John Macleod looks up from bend-over. "She favors 'the natural look,' " he observes with a gentle irony.
"She" is Agnes Bray. During the winter, Mrs. Bray has not appeared much on her plot next to the Macleods'. "She's probably on a bus," says John, smiling. "She's always away on bus tours."
So out of what may be a certain exasperation, John is working in the Bray plot this morning, trying to discourage the prolific Bray plant life that ramps through the netting into the plot he and his wife organize.
The contrast between these two plots is striking.
The rectangle of earth tended by John and Cathy Macleod is meticulous. They "keep a very orderly plot," as Monty says of hers. Even their rubbish is neat. The berry hedge has a short-back-and-sides. The lace curtains in the shed window look freshly washed. Where other plotters' strawberries are a winter mess of runners and tattered brown leaves, theirs are primped and trimmed. Macleod strawberries behave themselves.
Now and then I walk over to take a good look at the Macleod Territory, just to keep my admiration level topped up.
The sea of earth tended (some might say "neglected," but it is not so) by Agnes Bray, on a chart from wild to tame, would be close to wild. But in the summer I have seen this doughty old-stager, deep in her cottagey-jungle of spectrum-hued flowers, hoeing away vigorously. She swears by the hoe. To her it's the secret of good gardening, the mainstay. But what exactly does she do with it? Her plot looks as if it is nature's very own tangled mayhem, untouched by human art. She has no rows to hoe between. No apparent design. Her "tares and wheat" grow together. It is certain, though, that if she did not hoe, her plot would soon become a small wilderness and no longer a garden.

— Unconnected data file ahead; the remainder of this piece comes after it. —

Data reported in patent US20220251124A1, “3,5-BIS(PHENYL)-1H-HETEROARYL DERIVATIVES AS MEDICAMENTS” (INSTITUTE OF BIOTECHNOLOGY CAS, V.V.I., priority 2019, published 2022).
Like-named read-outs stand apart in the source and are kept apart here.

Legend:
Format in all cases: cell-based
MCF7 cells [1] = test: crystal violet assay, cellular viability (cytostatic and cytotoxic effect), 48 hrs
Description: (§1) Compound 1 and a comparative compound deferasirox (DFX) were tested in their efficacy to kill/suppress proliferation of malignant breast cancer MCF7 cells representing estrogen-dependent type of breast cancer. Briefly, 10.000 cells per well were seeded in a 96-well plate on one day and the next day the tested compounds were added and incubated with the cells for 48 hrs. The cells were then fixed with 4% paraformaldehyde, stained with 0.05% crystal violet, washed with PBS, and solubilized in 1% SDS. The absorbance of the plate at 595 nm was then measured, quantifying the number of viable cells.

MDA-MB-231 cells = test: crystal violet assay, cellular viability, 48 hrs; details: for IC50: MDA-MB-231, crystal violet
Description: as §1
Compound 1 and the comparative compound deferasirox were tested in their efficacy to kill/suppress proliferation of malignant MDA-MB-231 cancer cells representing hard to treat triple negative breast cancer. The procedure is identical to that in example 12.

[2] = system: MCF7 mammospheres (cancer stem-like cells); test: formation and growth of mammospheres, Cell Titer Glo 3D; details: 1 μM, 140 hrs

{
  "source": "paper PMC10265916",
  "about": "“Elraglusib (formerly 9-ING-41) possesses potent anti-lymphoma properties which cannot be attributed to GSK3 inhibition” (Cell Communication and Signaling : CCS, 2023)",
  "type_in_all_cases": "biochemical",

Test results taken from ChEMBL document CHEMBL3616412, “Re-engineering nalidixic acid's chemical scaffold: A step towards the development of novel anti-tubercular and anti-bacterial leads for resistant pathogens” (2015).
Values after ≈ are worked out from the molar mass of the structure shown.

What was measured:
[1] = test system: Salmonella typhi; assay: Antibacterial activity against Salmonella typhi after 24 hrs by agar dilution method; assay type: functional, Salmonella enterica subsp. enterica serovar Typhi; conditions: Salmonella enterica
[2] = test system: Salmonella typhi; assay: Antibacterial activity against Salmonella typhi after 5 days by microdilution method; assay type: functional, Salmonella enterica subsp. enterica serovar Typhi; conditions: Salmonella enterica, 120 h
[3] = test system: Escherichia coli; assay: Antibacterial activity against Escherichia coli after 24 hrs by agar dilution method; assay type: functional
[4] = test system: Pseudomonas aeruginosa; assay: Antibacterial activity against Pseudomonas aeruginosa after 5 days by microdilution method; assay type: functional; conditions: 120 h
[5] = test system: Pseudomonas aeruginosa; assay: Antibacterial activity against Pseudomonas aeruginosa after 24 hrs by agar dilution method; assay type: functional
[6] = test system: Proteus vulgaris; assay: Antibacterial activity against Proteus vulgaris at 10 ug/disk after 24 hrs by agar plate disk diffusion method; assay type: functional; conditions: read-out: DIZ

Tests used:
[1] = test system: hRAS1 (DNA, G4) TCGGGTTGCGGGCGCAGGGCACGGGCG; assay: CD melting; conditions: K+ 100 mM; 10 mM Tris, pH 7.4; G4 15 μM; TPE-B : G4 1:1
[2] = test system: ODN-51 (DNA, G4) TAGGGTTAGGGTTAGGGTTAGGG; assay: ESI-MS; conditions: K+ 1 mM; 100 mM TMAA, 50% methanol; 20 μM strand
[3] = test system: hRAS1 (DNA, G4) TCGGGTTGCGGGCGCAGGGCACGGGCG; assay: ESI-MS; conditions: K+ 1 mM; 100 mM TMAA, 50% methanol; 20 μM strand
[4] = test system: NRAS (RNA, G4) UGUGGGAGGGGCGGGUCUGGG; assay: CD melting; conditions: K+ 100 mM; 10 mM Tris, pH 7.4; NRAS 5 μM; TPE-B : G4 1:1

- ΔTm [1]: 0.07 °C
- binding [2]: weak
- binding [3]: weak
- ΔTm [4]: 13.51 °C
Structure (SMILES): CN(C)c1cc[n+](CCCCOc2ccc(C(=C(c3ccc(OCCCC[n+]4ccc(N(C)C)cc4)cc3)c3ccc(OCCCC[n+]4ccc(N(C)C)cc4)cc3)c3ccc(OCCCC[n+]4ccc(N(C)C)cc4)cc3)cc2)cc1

Paradoxically, I find myself also wandering over in the summer to admire Agnes's plot.
I know she knows and loves her flowers. Does she realize, though, that she is at the cutting edge?
Today, books called "Natural Gardening," "How to Make a Flower Meadow," or "Gardening with Native Species" are everywhere. Species are in, exotics out. Trying to grow plants that do not suit your local conditions or soil is - so goes the new gardening ideology - a needless struggle. Why not work WITH nature rather than against it?
Agnes grows what will grow, a potpourri of annuals and perennials, some wild, some "garden plants," but all survivors. And, in a field of 70 allotments mainly devoted to vegetable culture, she simply doesn't give vegetables a look in.
HER attitude makes perfect sense. It is the rest of us who are absurdly illogical, growing a range of highly specialized, hybridized food-producing exotics against all odds, coddling and manuring and feeding and weeding. And all we have to do is toddle off to the supermarket and every single vegetable we can attempt, plus a host more, is instantly available and clean as a whistle.
My own reasons for wanting an allotment, in addition to the (rather wild) garden around our house, include this peculiarly burning wish to grow vegetables successfully. And I further want the opportunity of making a formal garden, with plants in regulated patches and delineated rows.
And so, while at home I welcome "the natural look," down here in the sunny plots, I am a Macleod follower, bending over to keeping nature out. (Except for one or two cowslips.)
*A weekly series about a municipal garden in Glasgow, Scotland.